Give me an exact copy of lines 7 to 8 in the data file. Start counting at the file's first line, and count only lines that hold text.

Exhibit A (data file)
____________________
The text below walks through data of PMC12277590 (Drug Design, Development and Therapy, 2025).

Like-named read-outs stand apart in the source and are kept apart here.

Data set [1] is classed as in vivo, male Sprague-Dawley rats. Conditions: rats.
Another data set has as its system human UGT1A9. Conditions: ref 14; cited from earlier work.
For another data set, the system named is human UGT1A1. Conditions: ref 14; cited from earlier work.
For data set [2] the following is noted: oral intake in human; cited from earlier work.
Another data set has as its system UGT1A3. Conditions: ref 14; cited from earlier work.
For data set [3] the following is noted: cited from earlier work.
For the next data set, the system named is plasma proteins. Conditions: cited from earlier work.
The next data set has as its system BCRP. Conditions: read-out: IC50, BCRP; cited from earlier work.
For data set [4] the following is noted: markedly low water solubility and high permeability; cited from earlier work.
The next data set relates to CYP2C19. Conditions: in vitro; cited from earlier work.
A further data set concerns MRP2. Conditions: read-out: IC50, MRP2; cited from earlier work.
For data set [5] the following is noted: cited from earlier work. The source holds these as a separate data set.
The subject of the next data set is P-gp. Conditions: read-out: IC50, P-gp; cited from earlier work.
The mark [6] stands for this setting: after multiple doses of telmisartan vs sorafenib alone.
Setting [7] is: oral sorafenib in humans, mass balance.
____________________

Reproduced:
Another data set has as its system UGT1A3. Conditions: ref 14; cited from earlier work.
For data set [3] the following is noted: cited from earlier work.